I am concerned with what to use for a water impervious finish of a teak
wooden top for a bathroom vanity. A paint specialistt suggested a
marine varnish. Another suggestion is to go with polyurethane. Is that
the same thing? Also, I am aware of using automotive clear coat as an
ultimate finish protector.
Marine spar varnish is a type of high quality polyurethane. I think what
makes it superior in wet locations is that it stays slightly soft and thus
is less likely to crack over time and allow water to get to the wood. it
also tends to leave a thicker coating and definitely cost more.
Teak is so dense, you could actually leave it unfinished or just oiled with
vegetable, linseed or teak oil (can leave a residual smell for a few weeks
after treating though) or other furniture oil applied regularly. Might
consider leaving it unfinished for a few months and if you change your mind,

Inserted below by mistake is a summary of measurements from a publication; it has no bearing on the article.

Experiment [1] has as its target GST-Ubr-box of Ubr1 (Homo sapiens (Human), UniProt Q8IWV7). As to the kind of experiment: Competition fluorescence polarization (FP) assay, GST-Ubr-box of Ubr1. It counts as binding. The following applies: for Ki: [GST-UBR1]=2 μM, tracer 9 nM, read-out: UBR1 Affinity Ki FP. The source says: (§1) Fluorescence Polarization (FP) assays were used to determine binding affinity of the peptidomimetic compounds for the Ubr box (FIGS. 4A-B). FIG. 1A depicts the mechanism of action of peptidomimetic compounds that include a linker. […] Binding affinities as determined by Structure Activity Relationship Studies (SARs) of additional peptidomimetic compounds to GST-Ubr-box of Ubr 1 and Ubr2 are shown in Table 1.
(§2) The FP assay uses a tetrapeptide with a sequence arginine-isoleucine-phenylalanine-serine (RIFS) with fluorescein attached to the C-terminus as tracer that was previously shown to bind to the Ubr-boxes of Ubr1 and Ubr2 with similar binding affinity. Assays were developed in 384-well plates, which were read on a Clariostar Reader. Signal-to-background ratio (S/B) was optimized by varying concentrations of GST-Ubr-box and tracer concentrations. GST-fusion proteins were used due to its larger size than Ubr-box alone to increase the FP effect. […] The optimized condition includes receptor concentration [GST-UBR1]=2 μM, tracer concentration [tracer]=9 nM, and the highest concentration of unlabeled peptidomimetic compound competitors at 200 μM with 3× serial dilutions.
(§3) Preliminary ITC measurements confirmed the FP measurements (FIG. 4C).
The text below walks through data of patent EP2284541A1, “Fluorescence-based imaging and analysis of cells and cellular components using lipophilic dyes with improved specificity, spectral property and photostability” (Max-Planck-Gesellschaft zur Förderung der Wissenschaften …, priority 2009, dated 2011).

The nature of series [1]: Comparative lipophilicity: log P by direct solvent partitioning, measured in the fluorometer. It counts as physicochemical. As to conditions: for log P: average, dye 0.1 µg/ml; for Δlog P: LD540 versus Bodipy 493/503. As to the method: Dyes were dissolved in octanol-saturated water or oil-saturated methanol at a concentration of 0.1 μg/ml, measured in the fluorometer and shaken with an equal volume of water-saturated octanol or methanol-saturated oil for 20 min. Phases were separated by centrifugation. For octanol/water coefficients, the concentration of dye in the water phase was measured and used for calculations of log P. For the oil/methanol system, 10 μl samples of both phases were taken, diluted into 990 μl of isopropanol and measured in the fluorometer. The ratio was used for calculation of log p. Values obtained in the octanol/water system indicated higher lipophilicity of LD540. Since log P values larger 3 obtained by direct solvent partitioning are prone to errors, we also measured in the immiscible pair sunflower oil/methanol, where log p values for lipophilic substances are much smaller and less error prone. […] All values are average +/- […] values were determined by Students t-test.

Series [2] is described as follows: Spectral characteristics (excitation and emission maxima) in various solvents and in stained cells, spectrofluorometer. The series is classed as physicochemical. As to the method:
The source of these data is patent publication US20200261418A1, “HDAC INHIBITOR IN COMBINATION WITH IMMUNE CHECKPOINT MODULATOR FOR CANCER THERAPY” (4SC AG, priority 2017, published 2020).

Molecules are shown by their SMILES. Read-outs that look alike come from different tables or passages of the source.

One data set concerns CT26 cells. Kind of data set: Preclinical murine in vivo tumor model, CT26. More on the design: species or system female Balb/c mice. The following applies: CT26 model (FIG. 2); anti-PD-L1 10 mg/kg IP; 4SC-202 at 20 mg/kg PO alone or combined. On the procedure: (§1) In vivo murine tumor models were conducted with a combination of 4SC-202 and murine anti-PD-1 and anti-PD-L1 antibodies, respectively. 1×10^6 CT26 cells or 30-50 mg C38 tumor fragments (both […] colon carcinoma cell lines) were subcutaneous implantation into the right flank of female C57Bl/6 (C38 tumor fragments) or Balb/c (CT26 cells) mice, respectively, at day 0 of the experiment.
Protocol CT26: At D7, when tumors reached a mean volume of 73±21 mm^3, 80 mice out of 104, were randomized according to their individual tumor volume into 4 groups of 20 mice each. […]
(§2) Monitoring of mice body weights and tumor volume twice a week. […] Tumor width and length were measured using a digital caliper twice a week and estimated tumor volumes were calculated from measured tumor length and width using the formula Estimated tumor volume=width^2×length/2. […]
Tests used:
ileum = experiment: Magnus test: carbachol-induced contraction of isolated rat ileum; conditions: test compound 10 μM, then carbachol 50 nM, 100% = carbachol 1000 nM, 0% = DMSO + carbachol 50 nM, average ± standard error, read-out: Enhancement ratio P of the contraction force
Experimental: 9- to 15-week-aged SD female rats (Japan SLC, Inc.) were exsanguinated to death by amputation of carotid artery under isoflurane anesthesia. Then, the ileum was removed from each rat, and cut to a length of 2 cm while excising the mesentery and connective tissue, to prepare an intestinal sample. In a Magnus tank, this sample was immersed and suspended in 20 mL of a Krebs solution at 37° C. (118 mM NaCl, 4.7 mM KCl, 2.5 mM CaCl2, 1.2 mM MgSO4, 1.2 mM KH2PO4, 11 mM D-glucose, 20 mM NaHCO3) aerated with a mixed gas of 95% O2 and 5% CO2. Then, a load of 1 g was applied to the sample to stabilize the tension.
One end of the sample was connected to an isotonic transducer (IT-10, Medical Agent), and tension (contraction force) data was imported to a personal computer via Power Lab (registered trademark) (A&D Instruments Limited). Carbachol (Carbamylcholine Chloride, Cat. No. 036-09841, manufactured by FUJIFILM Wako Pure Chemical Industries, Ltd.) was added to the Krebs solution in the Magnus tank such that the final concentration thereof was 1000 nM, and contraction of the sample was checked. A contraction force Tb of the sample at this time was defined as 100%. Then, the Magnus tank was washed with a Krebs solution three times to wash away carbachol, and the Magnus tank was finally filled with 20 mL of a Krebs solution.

you can just sand it and apply the varnish but you can't go the other way.
I suppose that spar varnish made with polyurethane exists but it isn't
Spar varnish is made with more oil than normal so it dries softer and
more flexible because it is meant for spars. And spars bend.
The merit of polyurethane lies in its hardness. Hardness and
flexibility are mutually exclusive.
I stand corrected, the traditional spar varnish is tung and linseed oil
modified by Phenolic resins. Didn't look deep enough to say the difference
between phenolic and urethane but when cured, both have similar appearance
I'd go with something like a Watco Danish Oil or Teak Oil and apply a
few coats. Use wet/dry sandpaper when applying the first couple of
coats. The sanding dust will create a slurry with the oil and will
provide a super smooth finish with no appreciable build up. It's also
the easiest thing to repair.
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